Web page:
Using Translanguaging to Meet Language Arts Standards

When teaching English language arts to emergent bilinguals, teachers must meet rigorous standards and are often asked to do this using mandated curriculum designed for native English speakers. In order to provide equitable access to their students, teachers can create units of study that incorporate engaging activities and translanguaging into their language arts curriculum (Soto, Freeman, & Freeman, 2020).

As a final example of using translanguaging strategies, we describe how teachers can meet the challenge of teaching grade-level content in a unit focused on a topic that is often covered in the upper elementary grades: natural disasters.

In order to make any unit topic more engaging, teachers can help to promote inquiry by coming up with big questions to explore throughout the unit. Big questions for investigation in a Natural Disasters unit might be “What are the causes of natural disasters? or “How do people respond to natural disasters?”

To scaffold the content of inquiry-based units, teachers provide access for ESL and bilingual students by using translanguaging with a preview/view/review design:

  • Preview: Students first engage in preview activities in the home language or English that help them build background and key vocabulary.

  • View: Students participate in carefully scaffolded lessons in the target language.

  • Review: Review activities are designed to show what students have learned throughout the unit and can be done bilingually.

In the Natural Disasters unit, students begin the preview by working in same-language groups, looking at photos of several different types of natural disasters. In their groups they discuss questions, such as “Which are the most dangerous?” and “Why are they so dangerous?”

Once students discuss in groups, the teacher can lead students in completing a KW chart: What do we know about natural disasters? What do we want to know? In addition, the teacher can work with the students to create a bilingual or multilingual wall chart with an image of a natural disaster in the first column, the word in English in the second column, and the word in the students’ home languages in the third column (see Figure 1).

Figure 1. Multilingual word wall for natural disasters. (Click here to enlarge.) From the companion website for Equitable Access for English Learners, Grades K-6: Strategies and Units for Differentiating Your Language Arts Curriculum, by M. Soto, D. E. Freeman, and Y. S. Freeman, 2020. Copyright 2020 by Corwin.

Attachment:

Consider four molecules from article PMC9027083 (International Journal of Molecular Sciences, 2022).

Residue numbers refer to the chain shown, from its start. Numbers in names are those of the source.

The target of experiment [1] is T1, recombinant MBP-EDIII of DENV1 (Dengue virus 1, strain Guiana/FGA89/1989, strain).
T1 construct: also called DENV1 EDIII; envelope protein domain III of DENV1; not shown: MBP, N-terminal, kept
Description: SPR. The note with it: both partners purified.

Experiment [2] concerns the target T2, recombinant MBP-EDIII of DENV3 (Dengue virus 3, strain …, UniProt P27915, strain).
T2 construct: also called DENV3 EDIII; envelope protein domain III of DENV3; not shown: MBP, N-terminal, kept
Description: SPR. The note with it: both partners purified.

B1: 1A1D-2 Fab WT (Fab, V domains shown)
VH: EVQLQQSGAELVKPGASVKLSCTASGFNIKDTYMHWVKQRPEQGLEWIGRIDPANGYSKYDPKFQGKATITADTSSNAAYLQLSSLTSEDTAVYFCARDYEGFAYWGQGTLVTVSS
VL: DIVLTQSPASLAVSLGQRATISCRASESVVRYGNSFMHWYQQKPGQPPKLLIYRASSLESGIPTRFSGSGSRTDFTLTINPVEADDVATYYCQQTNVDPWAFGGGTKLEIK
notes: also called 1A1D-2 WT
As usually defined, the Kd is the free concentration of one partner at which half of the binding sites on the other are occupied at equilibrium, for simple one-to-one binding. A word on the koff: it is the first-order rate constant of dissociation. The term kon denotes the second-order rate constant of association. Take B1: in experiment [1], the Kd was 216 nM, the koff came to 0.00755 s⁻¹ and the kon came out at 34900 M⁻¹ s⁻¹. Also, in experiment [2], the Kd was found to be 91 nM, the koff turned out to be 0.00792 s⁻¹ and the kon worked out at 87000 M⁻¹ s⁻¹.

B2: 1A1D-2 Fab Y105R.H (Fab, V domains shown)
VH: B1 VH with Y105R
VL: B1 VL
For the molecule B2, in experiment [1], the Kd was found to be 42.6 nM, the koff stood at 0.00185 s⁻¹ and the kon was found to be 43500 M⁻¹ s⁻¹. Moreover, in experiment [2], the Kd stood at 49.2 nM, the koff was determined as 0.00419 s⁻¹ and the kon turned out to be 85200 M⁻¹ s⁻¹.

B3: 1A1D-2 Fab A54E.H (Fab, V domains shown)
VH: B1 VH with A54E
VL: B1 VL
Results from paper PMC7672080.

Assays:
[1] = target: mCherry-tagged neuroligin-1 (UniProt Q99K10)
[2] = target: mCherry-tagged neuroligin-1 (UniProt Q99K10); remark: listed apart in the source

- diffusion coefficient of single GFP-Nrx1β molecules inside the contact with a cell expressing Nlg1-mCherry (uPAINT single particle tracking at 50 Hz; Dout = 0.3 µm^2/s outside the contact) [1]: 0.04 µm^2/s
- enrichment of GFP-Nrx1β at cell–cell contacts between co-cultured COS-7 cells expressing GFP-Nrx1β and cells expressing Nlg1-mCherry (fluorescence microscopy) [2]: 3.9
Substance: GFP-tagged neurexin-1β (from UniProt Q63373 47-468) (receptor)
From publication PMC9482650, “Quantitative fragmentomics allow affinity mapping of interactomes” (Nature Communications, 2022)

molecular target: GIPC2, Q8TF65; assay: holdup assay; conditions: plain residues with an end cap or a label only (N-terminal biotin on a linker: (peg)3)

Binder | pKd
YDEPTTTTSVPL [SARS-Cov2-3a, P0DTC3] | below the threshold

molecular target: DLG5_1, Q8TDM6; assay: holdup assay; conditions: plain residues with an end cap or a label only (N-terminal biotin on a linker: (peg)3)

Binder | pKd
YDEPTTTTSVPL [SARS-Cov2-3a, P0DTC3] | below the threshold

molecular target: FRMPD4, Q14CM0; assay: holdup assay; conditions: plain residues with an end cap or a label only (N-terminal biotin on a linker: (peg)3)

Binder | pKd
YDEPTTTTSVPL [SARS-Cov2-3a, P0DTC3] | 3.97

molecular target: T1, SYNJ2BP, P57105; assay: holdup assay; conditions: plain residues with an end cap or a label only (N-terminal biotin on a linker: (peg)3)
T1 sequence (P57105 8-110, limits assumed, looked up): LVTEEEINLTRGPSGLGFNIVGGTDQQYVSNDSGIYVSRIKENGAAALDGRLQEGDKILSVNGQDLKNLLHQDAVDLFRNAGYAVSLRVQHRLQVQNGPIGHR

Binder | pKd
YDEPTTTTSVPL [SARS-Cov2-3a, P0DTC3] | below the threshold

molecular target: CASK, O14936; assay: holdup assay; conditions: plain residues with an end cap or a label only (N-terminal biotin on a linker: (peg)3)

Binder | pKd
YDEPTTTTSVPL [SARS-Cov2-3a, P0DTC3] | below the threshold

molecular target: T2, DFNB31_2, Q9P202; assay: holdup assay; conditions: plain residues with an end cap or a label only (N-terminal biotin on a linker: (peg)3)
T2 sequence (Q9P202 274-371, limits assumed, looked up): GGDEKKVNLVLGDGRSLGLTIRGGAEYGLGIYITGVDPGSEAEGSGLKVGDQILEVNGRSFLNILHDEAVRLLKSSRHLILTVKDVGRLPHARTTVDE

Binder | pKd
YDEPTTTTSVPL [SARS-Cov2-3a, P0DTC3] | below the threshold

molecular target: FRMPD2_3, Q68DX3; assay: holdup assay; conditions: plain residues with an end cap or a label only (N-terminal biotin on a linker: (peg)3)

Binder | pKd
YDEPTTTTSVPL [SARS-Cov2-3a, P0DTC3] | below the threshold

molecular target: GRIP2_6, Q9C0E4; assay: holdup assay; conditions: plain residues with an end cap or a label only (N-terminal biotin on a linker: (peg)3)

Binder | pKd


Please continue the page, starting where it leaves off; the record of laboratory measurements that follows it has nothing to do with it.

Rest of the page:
During the view portion of the unit, students read a variety of historical fiction and fiction stories, such as the I Survived series by Tarshis and Dawson, as well as texts from the language arts textbook. As they read, the teacher provides a graphic organizer where students can summarize main events and make predictions about whether the events and characters are fact or fiction. These graphic organizers can be completed in the student’s home language or in English. After reading, students can do research to find out if their predictions were correct.

At the end of the unit, as a review activity, students can pick a natural disaster that they find especially interesting and do research about the specifics of that event. They can use the information they gather to create their own historical fiction story. In order to incorporate translanguaging, students can be encouraged to do research and brainstorm ideas in their home language and in English. They can also work in same-language groups to write and edit their stories. Then, they can type up their stories and share them with classmates. Using the preview/engage/review approach enables teachers to make mandated English language arts content accessible to our emergent bilingual students.

Translanguaging in the Classroom

Translanguaging is a term to describe the language practices of emergent bilinguals. These students have a single linguistic repertoire with features of two or more named languages, such as English and Spanish or Mandarin. When teachers use translanguaging strategies, such as the ones we have described in this article, in a planned and strategic way, they draw on all the language resources their students bring to the classroom. The strategic use of translanguaging promotes students’ bilingual identities and helps them develop both academic language and academic content knowledge.


Baker, C., & Wright, W. (2017). Foundations of bilingual education and bilingualism (6th ed.). Multilingual Matters.

Cummins, J. (2007). Rethinking monolingual instructional strategies in multilingual classrooms. Canadian Journal of Applied Linguistics, 10(2), 221–240.

García, O. (2009). Bilingual education in the 21st century: A global perspective. Wiley-Blackwell.

García, O., Ibarra Johnson, S., & Seltzer, K. (2017). The translanguaging classroom: Leveraging student bilingualism for learning. Caslon.

Soto, M., Freeman, D. E., & Freeman, Y. S. (2020). Equitable access for English learners: Strategies and units for differentiating your language arts curriculum. Corwin.

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Ann Ebe is an associate professor and coordinator of the Childhood Education program at Hunter College in New York City. Previously, Dr. Ebe served as their director of bilingual education and has worked in schools as a bilingual teacher, reading specialist, and school administrator in the United States, Hong Kong, and Mexico. Her latest book, written with Drs. Freeman and Soto, is ESL Teaching: Principles for Success.

Mary Soto, a veteran secondary teacher of emergent bilinguals and an associate professor in the Teacher Education Department at California State University East Bay, now prepares teacher candidates and master’s students to work with diverse learners. She is coauthor of ESL Teaching: Principles for Success (Heinemann, 2016) and Between Worlds: Second Language Acquisition in Changing Times (Heinemann, 2021), and first author of Equitable Access for English Learners (Corwin, 2020).

Yvonne Freeman and David Freeman are professors emeriti at The University of Texas Rio Grande Valley. Both are interested in effective education for emergent bilinguals. They present regularly at international, national, and state conferences. They have worked extensively in schools in the United States and abroad. The Freemans have authored books, articles, and book chapters jointly and separately on the topics of second language teaching, biliteracy, bilingual education, linguistics, and second language acquisition.